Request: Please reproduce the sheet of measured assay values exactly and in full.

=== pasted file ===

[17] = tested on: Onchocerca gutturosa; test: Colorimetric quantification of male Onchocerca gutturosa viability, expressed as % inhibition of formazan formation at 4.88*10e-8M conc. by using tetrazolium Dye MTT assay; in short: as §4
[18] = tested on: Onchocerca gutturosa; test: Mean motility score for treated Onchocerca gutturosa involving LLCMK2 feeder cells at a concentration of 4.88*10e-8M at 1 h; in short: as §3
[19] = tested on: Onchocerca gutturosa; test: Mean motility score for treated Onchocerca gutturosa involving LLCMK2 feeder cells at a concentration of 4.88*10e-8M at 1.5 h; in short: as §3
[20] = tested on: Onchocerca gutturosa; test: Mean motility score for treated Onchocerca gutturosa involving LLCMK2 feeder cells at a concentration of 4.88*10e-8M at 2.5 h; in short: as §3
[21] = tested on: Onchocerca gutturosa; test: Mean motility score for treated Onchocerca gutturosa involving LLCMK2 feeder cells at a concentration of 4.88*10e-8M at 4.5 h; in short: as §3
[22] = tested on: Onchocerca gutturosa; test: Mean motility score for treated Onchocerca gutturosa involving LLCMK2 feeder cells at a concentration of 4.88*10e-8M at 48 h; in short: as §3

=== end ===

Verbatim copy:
[17] = tested on: Onchocerca gutturosa; test: Colorimetric quantification of male Onchocerca gutturosa viability, expressed as % inhibition of formazan formation at 4.88*10e-8M conc. by using tetrazolium Dye MTT assay; in short: as §4
[18] = tested on: Onchocerca gutturosa; test: Mean motility score for treated Onchocerca gutturosa involving LLCMK2 feeder cells at a concentration of 4.88*10e-8M at 1 h; in short: as §3
[19] = tested on: Onchocerca gutturosa; test: Mean motility score for treated Onchocerca gutturosa involving LLCMK2 feeder cells at a concentration of 4.88*10e-8M at 1.5 h; in short: as §3
[20] = tested on: Onchocerca gutturosa; test: Mean motility score for treated Onchocerca gutturosa involving LLCMK2 feeder cells at a concentration of 4.88*10e-8M at 2.5 h; in short: as §3
[21] = tested on: Onchocerca gutturosa; test: Mean motility score for treated Onchocerca gutturosa involving LLCMK2 feeder cells at a concentration of 4.88*10e-8M at 4.5 h; in short: as §3
[22] = tested on: Onchocerca gutturosa; test: Mean motility score for treated Onchocerca gutturosa involving LLCMK2 feeder cells at a concentration of 4.88*10e-8M at 48 h; in short: as §3